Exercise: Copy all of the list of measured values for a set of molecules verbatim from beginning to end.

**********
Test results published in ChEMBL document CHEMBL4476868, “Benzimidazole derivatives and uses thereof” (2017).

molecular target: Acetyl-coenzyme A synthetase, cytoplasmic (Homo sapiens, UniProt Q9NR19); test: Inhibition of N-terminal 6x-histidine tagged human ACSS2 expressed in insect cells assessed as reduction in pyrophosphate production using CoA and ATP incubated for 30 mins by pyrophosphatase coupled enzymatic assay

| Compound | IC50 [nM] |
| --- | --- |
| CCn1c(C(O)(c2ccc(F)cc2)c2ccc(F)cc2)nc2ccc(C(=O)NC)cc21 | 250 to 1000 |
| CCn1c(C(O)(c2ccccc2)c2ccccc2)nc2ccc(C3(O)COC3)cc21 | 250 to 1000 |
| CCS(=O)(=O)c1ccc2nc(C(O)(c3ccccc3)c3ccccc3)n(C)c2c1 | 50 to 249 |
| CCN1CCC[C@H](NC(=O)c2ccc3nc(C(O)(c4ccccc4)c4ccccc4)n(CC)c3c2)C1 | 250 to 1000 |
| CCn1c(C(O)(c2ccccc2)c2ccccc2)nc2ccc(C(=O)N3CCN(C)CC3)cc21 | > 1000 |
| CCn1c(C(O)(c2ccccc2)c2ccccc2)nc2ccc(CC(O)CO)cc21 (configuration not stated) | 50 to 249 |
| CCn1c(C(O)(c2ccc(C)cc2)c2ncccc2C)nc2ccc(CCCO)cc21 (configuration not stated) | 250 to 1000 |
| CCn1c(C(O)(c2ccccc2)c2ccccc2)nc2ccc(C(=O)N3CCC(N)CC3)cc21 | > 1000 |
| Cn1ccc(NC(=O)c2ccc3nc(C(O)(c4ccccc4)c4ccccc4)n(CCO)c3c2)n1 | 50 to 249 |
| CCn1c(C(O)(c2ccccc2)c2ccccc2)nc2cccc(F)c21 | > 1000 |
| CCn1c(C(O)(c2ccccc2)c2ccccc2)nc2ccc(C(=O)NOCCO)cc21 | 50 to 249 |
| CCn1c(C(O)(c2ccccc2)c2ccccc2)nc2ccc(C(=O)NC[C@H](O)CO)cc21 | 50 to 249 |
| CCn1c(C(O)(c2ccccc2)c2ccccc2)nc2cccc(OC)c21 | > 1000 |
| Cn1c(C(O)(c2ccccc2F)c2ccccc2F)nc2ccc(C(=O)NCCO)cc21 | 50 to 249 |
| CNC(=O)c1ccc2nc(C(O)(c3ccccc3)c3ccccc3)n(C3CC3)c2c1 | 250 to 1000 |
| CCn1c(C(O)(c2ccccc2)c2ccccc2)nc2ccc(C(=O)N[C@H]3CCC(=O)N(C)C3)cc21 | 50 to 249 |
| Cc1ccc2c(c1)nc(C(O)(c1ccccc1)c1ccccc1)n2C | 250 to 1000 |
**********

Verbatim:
Test results published in ChEMBL document CHEMBL4476868, “Benzimidazole derivatives and uses thereof” (2017).

molecular target: Acetyl-coenzyme A synthetase, cytoplasmic (Homo sapiens, UniProt Q9NR19); test: Inhibition of N-terminal 6x-histidine tagged human ACSS2 expressed in insect cells assessed as reduction in pyrophosphate production using CoA and ATP incubated for 30 mins by pyrophosphatase coupled enzymatic assay

| Compound | IC50 [nM] |
| --- | --- |
| CCn1c(C(O)(c2ccc(F)cc2)c2ccc(F)cc2)nc2ccc(C(=O)NC)cc21 | 250 to 1000 |
| CCn1c(C(O)(c2ccccc2)c2ccccc2)nc2ccc(C3(O)COC3)cc21 | 250 to 1000 |
| CCS(=O)(=O)c1ccc2nc(C(O)(c3ccccc3)c3ccccc3)n(C)c2c1 | 50 to 249 |
| CCN1CCC[C@H](NC(=O)c2ccc3nc(C(O)(c4ccccc4)c4ccccc4)n(CC)c3c2)C1 | 250 to 1000 |
| CCn1c(C(O)(c2ccccc2)c2ccccc2)nc2ccc(C(=O)N3CCN(C)CC3)cc21 | > 1000 |
| CCn1c(C(O)(c2ccccc2)c2ccccc2)nc2ccc(CC(O)CO)cc21 (configuration not stated) | 50 to 249 |
| CCn1c(C(O)(c2ccc(C)cc2)c2ncccc2C)nc2ccc(CCCO)cc21 (configuration not stated) | 250 to 1000 |
| CCn1c(C(O)(c2ccccc2)c2ccccc2)nc2ccc(C(=O)N3CCC(N)CC3)cc21 | > 1000 |
| Cn1ccc(NC(=O)c2ccc3nc(C(O)(c4ccccc4)c4ccccc4)n(CCO)c3c2)n1 | 50 to 249 |
| CCn1c(C(O)(c2ccccc2)c2ccccc2)nc2cccc(F)c21 | > 1000 |
| CCn1c(C(O)(c2ccccc2)c2ccccc2)nc2ccc(C(=O)NOCCO)cc21 | 50 to 249 |
| CCn1c(C(O)(c2ccccc2)c2ccccc2)nc2ccc(C(=O)NC[C@H](O)CO)cc21 | 50 to 249 |
| CCn1c(C(O)(c2ccccc2)c2ccccc2)nc2cccc(OC)c21 | > 1000 |
| Cn1c(C(O)(c2ccccc2F)c2ccccc2F)nc2ccc(C(=O)NCCO)cc21 | 50 to 249 |
| CNC(=O)c1ccc2nc(C(O)(c3ccccc3)c3ccccc3)n(C3CC3)c2c1 | 250 to 1000 |
| CCn1c(C(O)(c2ccccc2)c2ccccc2)nc2ccc(C(=O)N[C@H]3CCC(=O)N(C)C3)cc21 | 50 to 249 |
| Cc1ccc2c(c1)nc(C(O)(c1ccccc1)c1ccccc1)n2C | 250 to 1000 |